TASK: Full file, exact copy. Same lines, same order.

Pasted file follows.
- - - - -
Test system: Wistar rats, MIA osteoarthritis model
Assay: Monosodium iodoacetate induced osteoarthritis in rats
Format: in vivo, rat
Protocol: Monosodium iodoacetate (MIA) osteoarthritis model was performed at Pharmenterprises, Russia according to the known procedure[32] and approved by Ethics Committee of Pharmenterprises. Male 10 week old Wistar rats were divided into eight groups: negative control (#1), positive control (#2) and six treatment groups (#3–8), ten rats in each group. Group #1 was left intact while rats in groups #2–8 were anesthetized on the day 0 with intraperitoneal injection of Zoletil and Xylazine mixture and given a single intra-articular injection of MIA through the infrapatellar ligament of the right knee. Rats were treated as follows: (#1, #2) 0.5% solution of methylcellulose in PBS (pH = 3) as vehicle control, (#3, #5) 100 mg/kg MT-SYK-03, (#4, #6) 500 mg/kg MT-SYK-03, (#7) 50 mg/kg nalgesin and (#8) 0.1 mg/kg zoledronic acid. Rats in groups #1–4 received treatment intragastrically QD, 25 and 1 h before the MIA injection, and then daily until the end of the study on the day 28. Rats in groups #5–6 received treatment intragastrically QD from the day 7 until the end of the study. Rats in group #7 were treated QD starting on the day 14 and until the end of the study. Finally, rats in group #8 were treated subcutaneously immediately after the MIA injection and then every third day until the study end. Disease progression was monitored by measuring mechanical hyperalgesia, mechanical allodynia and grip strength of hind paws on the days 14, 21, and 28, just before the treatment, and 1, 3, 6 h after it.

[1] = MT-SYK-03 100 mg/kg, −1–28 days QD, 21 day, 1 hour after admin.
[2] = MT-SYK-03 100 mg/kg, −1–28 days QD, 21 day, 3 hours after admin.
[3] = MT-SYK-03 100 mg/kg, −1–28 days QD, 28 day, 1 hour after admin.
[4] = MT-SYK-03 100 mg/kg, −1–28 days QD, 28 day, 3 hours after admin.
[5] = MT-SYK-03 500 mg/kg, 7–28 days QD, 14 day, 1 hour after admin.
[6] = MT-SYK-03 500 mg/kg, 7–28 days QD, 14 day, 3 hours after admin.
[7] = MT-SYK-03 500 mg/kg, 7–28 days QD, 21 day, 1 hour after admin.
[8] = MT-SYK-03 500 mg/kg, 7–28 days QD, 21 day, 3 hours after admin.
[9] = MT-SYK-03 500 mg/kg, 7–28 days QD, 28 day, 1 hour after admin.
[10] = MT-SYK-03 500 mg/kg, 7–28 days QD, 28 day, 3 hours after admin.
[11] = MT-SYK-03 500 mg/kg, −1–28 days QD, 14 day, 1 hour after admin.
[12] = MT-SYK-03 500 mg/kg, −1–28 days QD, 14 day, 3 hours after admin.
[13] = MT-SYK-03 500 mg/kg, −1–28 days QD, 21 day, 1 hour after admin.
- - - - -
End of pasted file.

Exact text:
Test system: Wistar rats, MIA osteoarthritis model
Assay: Monosodium iodoacetate induced osteoarthritis in rats
Format: in vivo, rat
Protocol: Monosodium iodoacetate (MIA) osteoarthritis model was performed at Pharmenterprises, Russia according to the known procedure[32] and approved by Ethics Committee of Pharmenterprises. Male 10 week old Wistar rats were divided into eight groups: negative control (#1), positive control (#2) and six treatment groups (#3–8), ten rats in each group. Group #1 was left intact while rats in groups #2–8 were anesthetized on the day 0 with intraperitoneal injection of Zoletil and Xylazine mixture and given a single intra-articular injection of MIA through the infrapatellar ligament of the right knee. Rats were treated as follows: (#1, #2) 0.5% solution of methylcellulose in PBS (pH = 3) as vehicle control, (#3, #5) 100 mg/kg MT-SYK-03, (#4, #6) 500 mg/kg MT-SYK-03, (#7) 50 mg/kg nalgesin and (#8) 0.1 mg/kg zoledronic acid. Rats in groups #1–4 received treatment intragastrically QD, 25 and 1 h before the MIA injection, and then daily until the end of the study on the day 28. Rats in groups #5–6 received treatment intragastrically QD from the day 7 until the end of the study. Rats in group #7 were treated QD starting on the day 14 and until the end of the study. Finally, rats in group #8 were treated subcutaneously immediately after the MIA injection and then every third day until the study end. Disease progression was monitored by measuring mechanical hyperalgesia, mechanical allodynia and grip strength of hind paws on the days 14, 21, and 28, just before the treatment, and 1, 3, 6 h after it.

[1] = MT-SYK-03 100 mg/kg, −1–28 days QD, 21 day, 1 hour after admin.
[2] = MT-SYK-03 100 mg/kg, −1–28 days QD, 21 day, 3 hours after admin.
[3] = MT-SYK-03 100 mg/kg, −1–28 days QD, 28 day, 1 hour after admin.
[4] = MT-SYK-03 100 mg/kg, −1–28 days QD, 28 day, 3 hours after admin.
[5] = MT-SYK-03 500 mg/kg, 7–28 days QD, 14 day, 1 hour after admin.
[6] = MT-SYK-03 500 mg/kg, 7–28 days QD, 14 day, 3 hours after admin.
[7] = MT-SYK-03 500 mg/kg, 7–28 days QD, 21 day, 1 hour after admin.
[8] = MT-SYK-03 500 mg/kg, 7–28 days QD, 21 day, 3 hours after admin.
[9] = MT-SYK-03 500 mg/kg, 7–28 days QD, 28 day, 1 hour after admin.
[10] = MT-SYK-03 500 mg/kg, 7–28 days QD, 28 day, 3 hours after admin.
[11] = MT-SYK-03 500 mg/kg, −1–28 days QD, 14 day, 1 hour after admin.
[12] = MT-SYK-03 500 mg/kg, −1–28 days QD, 14 day, 3 hours after admin.
[13] = MT-SYK-03 500 mg/kg, −1–28 days QD, 21 day, 1 hour after admin.